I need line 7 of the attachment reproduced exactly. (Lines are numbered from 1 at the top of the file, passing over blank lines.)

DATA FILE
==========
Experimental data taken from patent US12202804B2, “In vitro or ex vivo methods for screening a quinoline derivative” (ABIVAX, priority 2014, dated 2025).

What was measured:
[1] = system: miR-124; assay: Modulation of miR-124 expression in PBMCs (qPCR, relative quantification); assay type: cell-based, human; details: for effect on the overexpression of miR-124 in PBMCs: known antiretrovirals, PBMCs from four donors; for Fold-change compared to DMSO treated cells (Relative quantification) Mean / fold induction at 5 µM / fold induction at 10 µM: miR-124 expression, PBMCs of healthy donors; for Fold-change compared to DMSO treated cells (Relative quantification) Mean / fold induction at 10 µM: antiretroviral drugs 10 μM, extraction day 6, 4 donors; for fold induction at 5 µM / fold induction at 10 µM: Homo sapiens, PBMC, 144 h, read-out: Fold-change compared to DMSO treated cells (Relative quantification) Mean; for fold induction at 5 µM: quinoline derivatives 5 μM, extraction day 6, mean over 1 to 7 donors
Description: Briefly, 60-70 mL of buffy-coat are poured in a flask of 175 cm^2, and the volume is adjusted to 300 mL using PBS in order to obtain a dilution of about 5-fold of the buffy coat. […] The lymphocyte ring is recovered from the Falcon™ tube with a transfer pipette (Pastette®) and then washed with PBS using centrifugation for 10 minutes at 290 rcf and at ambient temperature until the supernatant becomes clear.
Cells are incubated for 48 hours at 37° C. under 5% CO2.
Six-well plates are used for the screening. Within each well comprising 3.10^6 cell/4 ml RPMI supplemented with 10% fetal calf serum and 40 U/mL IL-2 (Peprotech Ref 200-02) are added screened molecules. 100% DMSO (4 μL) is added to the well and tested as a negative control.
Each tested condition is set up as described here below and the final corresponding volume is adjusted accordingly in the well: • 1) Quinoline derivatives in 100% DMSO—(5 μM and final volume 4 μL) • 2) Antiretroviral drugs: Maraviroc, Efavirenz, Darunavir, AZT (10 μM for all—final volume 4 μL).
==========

Each tested condition is set up as described here below and the final corresponding volume is adjusted accordingly in the well: • 1) Quinoline derivatives in 100% DMSO—(5 μM and final volume 4 μL) • 2) Antiretroviral drugs: Maraviroc, Efavirenz, Darunavir, AZT (10 μM for all—final volume 4 μL).